Noodles and pork in a sweet, salty, garlicky, spicy sauce: What’s not to love? It makes a ton, it only takes 10 minutes, and curry-haters (I don’t personally know of any, but like Bigfoot, they’re probably out there somewhere) may not even know there’s curry in it. It may be the dominant color, but it’s far from the dominant flavor.
Rice vermicelli may be hard to find for those who don’t have access to an Asian market, so angel hair could probably be used in a pinch. Ground turkey or chicken could also be substituted for the pork.
This makes 4 good-sized servings.
12 oz. ground pork: $1.46
1/3 of a 49-cent bunch of cilantro, leaves chopped: 16 cents
2 T fish sauce: 7 cents
2 T curry powder: 18 cents
1/2 T brown sugar: 3 cents
1 tsp sriracha: 5 cents
4 garlic cloves, chopped*: 8 cents
8 oz. rice vermicelli (Asian market): 25 cents
1 T vegetable oil: 3 cents
TOTAL: $2.31/4 = 58 cents
*Unless I’m adding garlic later in a cooking process, I never put garlic cloves through the garlic press; they’re much more susceptible to bitter off-flavors and burning.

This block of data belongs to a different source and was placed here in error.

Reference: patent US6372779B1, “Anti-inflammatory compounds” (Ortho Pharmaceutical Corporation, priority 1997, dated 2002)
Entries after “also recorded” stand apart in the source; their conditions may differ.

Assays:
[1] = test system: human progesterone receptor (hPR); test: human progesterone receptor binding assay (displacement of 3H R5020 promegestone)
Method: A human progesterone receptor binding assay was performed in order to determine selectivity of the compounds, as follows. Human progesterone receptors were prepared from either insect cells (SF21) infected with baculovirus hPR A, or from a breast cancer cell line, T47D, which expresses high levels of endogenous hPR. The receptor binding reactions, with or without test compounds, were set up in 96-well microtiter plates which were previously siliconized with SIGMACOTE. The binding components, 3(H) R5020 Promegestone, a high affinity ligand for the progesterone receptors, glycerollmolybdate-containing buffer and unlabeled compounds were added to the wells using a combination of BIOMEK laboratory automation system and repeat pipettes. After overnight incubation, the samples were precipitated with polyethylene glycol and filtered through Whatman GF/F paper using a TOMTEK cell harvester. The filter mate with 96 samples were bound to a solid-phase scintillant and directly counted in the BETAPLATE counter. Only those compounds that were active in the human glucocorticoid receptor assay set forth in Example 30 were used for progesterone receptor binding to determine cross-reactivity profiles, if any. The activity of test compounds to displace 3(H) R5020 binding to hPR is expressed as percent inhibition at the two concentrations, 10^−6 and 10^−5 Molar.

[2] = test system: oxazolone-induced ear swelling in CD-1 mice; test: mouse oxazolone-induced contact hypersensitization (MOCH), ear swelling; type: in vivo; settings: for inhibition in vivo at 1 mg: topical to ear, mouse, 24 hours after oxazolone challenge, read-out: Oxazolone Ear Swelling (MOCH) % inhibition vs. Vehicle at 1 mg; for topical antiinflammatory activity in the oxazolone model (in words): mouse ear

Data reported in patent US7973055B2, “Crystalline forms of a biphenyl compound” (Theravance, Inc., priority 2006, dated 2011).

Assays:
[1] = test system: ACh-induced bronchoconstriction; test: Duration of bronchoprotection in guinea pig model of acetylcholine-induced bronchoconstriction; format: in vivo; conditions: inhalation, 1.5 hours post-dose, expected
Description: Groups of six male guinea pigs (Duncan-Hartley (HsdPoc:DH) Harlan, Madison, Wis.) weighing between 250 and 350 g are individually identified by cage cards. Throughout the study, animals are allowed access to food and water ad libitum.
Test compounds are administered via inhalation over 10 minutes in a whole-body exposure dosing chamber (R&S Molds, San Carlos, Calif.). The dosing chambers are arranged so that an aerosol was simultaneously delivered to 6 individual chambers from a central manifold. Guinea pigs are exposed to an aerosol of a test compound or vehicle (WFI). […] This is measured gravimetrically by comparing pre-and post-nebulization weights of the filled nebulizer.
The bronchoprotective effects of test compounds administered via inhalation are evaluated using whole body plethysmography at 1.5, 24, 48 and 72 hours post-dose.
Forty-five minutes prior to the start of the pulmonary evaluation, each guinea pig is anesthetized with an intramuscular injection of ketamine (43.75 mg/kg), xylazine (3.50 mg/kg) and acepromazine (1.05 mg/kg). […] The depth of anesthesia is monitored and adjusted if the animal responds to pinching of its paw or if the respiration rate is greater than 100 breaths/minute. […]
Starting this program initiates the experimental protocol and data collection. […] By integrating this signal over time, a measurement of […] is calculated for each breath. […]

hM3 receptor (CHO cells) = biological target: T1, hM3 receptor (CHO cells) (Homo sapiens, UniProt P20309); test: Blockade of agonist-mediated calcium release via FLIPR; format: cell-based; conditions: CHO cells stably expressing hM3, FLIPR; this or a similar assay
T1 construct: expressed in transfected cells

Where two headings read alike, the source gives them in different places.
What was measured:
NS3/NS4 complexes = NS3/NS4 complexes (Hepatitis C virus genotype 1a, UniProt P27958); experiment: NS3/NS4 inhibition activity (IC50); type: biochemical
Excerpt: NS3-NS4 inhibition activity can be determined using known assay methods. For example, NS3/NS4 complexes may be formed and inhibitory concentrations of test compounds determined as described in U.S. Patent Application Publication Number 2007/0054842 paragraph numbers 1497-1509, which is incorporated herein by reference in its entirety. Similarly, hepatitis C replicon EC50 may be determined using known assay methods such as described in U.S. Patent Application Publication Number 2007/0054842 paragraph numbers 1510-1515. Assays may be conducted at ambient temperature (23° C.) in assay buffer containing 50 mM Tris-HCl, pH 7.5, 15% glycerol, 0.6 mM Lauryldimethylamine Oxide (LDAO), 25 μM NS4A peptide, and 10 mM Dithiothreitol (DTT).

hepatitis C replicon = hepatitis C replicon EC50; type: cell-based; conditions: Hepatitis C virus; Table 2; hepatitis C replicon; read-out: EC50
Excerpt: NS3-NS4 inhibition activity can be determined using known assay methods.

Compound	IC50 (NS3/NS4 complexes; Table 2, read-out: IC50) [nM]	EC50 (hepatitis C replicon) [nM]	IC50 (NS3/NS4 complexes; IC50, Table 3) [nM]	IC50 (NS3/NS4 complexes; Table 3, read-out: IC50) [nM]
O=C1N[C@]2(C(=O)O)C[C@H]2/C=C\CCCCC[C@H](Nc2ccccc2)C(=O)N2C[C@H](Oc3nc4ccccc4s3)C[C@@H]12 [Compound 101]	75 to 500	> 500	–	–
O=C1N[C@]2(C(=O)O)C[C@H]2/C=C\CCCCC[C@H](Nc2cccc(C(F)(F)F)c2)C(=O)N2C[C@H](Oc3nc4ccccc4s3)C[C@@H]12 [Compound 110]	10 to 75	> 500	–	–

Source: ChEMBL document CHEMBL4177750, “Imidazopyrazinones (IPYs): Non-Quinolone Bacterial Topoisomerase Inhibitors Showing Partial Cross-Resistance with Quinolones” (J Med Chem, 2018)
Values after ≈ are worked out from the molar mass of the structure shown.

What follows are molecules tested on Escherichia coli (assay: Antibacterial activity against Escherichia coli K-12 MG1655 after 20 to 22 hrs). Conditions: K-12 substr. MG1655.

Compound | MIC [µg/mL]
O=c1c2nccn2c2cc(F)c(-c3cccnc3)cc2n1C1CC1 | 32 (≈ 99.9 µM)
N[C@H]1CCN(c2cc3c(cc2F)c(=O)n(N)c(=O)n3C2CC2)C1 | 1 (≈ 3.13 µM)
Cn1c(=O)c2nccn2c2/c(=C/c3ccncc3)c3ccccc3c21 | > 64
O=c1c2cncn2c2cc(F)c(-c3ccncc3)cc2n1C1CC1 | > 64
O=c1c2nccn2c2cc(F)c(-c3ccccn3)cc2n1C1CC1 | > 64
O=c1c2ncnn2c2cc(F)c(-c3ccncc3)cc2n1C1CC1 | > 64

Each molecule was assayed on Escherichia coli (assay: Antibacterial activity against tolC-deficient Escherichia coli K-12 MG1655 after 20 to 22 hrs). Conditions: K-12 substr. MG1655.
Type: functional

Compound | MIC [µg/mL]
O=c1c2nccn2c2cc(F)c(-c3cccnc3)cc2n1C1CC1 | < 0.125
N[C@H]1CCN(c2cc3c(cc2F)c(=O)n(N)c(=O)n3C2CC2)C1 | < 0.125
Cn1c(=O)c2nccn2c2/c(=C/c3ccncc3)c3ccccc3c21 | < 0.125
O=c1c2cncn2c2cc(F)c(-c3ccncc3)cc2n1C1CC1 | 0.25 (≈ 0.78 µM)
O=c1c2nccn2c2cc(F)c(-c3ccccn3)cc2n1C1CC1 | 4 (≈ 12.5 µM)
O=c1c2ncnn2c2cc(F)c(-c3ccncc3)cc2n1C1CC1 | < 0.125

Start the water boiling for the noodles. If you’re using particularly delicate, starchy noodles, use a stockpot and twice as much water as you normally would so the starch can dilute.
Mix the fish sauce, curry powder, brown sugar, and sriracha in a small container. (Feel free to add more of any ingredient to taste.) Heat the oil in a skillet or sauté pan over medium heat and add the garlic; cook until fragrant. Add the pork, breaking it up with a wooden spoon, and cook until no longer pink.
The noodle water should be boiling by now. Cook per package directions until just al dente; drain—save about 1/3 cup of the starchy cooking water—and rinse well under cold water.
Add the noodles and sauce to the pork mixture, stir well until heated through. Add cooking water, a little at a time, to loosen the mixture and keep the noodles from drying out. Once the noodles are hot and fully cooked (and yellow), add the cilantro and serve.